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Regional trade agreements

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Author Info

  • Caroline Freund
  • Emanuel Ornelas

Abstract

This paper reviews the theoretical and the empirical literature on regionalism. The formation of regional trade agreements has been, by far, the most popular form of reciprocal trade liberalization in the last fifteen years. The discriminatory character of these agreements has raised three main concerns: that trade diversion would be rampant, because special interest groups would induce governments to form the most distortionary agreements; that broader external trade liberalization would stall or reverse; and that multilateralism could be undermined. Theoretically, all of these concerns are legitimate, although there are also several theoretical arguments that oppose them. Empirically, neither widespread trade diversion nor stalled external liberalization have materialized, while the undermining of multilateralism has not been properly tested. There are also several aspects of regionalism that have received too little attention from researchers, but which are central to understanding its causes and consequences.

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File URL: http://eprints.lse.ac.uk/28697/
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Bibliographic Info

Paper provided by London School of Economics and Political Science, LSE Library in its series LSE Research Online Documents on Economics with number 28697.

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Length: 62 pages
Date of creation: 2009
Date of revision:
Handle: RePEc:ehl:lserod:28697

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Related research

Keywords: regionalism; trade creation; trade diversion; external tariffs; trade liberalization;

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References

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  1. Foley, C. Fritz & Antras, Pol, 2009. "Regional Trade Integration and Multinational Firm Strategies," Scholarly Articles 3374522, Harvard University Department of Economics.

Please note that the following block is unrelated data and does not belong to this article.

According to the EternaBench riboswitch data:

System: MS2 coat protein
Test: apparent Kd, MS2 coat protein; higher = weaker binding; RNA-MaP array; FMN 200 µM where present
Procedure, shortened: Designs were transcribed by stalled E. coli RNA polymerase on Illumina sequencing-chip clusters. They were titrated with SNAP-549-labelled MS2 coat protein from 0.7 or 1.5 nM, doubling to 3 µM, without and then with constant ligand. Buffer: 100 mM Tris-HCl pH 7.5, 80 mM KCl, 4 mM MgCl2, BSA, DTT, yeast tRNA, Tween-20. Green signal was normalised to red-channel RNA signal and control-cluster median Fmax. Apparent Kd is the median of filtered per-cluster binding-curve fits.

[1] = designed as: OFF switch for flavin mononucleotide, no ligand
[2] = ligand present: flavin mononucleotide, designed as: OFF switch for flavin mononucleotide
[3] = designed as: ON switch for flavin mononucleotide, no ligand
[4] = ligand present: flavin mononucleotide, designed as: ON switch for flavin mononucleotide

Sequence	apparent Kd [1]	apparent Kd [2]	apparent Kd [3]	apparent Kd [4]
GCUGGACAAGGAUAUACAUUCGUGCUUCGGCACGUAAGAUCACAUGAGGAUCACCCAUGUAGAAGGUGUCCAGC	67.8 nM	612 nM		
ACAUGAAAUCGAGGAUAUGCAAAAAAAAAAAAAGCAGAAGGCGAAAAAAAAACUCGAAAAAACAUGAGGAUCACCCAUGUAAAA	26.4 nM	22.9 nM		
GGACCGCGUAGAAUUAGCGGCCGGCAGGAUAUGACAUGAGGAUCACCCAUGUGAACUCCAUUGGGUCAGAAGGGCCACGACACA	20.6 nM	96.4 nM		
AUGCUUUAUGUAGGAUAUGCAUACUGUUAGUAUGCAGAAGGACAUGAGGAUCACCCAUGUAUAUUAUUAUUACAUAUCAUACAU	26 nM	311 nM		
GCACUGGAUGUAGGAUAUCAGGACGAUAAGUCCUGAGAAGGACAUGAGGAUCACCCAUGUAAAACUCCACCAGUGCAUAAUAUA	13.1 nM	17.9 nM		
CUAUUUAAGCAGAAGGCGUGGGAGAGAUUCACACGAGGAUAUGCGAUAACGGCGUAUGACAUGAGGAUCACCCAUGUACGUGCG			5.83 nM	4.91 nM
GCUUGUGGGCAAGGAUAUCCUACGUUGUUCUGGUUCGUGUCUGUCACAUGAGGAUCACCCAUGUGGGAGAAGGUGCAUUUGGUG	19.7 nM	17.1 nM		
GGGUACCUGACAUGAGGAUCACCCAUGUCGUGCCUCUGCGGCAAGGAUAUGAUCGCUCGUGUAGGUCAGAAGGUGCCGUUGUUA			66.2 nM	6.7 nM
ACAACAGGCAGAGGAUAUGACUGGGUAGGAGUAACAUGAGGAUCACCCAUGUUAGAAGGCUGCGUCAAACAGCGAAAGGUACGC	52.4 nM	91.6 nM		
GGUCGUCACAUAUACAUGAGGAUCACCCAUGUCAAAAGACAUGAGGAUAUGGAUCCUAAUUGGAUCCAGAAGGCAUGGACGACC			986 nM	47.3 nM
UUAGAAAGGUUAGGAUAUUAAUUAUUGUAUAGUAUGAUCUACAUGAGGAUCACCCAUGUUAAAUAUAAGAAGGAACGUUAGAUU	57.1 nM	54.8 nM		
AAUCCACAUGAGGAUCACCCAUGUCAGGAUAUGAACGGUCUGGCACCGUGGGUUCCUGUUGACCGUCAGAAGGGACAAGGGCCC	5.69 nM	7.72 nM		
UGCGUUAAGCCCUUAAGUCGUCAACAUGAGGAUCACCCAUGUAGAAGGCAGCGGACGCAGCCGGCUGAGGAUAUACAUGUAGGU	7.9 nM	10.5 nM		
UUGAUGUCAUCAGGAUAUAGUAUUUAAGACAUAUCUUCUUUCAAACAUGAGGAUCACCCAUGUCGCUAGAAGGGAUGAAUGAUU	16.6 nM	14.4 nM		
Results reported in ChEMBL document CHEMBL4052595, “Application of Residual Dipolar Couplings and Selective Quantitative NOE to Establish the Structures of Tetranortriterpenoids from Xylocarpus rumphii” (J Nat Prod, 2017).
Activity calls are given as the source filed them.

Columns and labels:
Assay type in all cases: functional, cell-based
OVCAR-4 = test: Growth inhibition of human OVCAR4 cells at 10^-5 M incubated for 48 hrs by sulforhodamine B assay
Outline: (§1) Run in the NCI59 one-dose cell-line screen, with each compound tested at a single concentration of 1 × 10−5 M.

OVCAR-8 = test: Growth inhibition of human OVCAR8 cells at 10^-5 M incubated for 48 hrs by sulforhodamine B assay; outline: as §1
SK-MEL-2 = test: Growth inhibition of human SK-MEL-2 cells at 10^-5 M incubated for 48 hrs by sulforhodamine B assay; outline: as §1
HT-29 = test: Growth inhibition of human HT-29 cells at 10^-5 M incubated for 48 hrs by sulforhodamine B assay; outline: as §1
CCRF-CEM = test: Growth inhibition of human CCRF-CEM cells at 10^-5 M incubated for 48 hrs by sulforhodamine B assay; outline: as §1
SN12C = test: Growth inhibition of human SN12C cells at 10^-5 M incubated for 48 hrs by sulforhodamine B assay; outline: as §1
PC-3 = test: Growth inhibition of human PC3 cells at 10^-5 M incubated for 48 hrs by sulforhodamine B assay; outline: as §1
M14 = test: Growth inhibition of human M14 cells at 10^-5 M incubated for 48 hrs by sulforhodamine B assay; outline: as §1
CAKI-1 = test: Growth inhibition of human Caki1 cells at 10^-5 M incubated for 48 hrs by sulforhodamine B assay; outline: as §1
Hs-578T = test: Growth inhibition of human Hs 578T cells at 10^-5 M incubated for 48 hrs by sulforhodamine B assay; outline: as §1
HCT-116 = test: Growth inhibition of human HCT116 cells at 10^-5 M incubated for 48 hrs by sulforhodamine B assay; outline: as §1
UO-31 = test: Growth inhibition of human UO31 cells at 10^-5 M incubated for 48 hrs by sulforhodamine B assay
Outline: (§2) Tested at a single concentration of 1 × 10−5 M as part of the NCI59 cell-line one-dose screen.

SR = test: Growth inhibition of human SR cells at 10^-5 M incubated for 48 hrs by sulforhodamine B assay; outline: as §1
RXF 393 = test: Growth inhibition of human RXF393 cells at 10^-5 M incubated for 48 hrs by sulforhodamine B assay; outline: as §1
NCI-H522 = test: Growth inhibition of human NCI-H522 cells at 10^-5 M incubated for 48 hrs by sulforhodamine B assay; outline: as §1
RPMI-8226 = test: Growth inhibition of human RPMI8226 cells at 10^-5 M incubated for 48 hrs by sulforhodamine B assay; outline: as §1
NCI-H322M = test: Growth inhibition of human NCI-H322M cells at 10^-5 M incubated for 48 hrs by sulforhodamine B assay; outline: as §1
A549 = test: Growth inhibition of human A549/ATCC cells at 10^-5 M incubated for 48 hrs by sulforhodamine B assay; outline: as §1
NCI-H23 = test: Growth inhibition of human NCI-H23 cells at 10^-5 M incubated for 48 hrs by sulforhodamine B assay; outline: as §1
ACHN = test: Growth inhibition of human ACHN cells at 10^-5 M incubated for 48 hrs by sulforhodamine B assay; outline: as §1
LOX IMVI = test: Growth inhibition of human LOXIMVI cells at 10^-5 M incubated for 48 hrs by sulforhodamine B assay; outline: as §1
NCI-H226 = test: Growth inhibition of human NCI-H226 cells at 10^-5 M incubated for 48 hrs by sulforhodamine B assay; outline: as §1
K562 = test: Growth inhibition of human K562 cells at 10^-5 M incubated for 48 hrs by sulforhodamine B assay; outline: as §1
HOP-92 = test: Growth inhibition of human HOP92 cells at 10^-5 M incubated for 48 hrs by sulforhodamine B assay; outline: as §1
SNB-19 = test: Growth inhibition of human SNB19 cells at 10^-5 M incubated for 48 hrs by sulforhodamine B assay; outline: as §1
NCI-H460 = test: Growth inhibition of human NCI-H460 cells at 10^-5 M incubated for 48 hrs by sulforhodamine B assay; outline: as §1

2. Kyle Bagwell & Robert W. Staiger, 1997. "An Economic Theory of GATT," NBER Working Papers 6049, National Bureau of Economic Research, Inc.
  3. Mark Melatos & Alan Woodland, 2009. "Common External Tariff Choice in Core Customs Unions," Review of International Economics, Wiley Blackwell, vol. 17(SI), pages 292-303, 05.
  4. Bond, Eric W. & Riezman, Raymond G. & Syropoulos, Constantinos, 2004. "A strategic and welfare theoretic analysis of free trade areas," Journal of International Economics, Elsevier, vol. 64(1), pages 1-27, October.
  5. Pabo Sanguinetti & Alok Bohara & Kishore Guatanabe, 2003. "Trade Diverion and Declinning Tariffs: Evidence from MERCOSUR," Department of Economics Working Papers 003, Universidad Torcuato Di Tella.
  6. Karacaovali, Baybars & Limão, Nuno, 2008. "The clash of liberalizations: Preferential vs. multilateral trade liberalization in the European Union," Journal of International Economics, Elsevier, vol. 74(2), pages 299-327, March.
  7. Kemp, Murray C. & Wan, Henry Jr., 1976. "An elementary proposition concerning the formation of customs unions," Journal of International Economics, Elsevier, vol. 6(1), pages 95-97, February.
  8. Abrego, Lisandro & Riezman, Raymond & Whalley, John, 2006. "How often are propositions on the effects of regional trade agreements theoretical curiosa?," Journal of International Economics, Elsevier, vol. 68(1), pages 59-78, January.
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